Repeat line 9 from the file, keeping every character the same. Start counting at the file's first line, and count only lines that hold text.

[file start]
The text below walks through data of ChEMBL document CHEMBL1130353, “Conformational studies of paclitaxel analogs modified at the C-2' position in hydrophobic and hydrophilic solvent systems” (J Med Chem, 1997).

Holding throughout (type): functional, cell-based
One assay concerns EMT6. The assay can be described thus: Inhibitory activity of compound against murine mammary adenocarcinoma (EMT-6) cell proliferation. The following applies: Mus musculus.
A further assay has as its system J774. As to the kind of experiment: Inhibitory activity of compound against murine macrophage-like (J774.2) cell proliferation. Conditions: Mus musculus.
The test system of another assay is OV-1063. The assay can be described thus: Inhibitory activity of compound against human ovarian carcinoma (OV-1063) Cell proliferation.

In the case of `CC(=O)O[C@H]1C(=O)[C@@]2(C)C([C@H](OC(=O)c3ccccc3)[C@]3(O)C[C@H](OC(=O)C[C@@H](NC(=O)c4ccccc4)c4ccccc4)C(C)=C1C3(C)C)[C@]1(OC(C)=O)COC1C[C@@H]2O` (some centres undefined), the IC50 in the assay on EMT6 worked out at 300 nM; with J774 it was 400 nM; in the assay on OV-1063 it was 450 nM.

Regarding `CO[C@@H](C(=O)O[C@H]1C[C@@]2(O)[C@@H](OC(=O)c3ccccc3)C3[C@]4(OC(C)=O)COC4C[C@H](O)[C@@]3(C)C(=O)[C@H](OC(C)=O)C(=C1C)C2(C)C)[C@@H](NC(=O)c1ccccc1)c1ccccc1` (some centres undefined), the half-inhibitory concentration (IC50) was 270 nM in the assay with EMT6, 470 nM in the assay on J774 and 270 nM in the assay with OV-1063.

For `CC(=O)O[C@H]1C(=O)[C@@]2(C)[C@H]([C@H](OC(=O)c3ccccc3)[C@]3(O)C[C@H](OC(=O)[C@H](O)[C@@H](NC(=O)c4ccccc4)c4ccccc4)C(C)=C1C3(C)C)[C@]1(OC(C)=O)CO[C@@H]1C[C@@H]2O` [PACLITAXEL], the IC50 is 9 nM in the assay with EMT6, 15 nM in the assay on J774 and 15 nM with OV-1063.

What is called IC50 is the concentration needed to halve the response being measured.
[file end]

What is called IC50 is the concentration needed to halve the response being measured.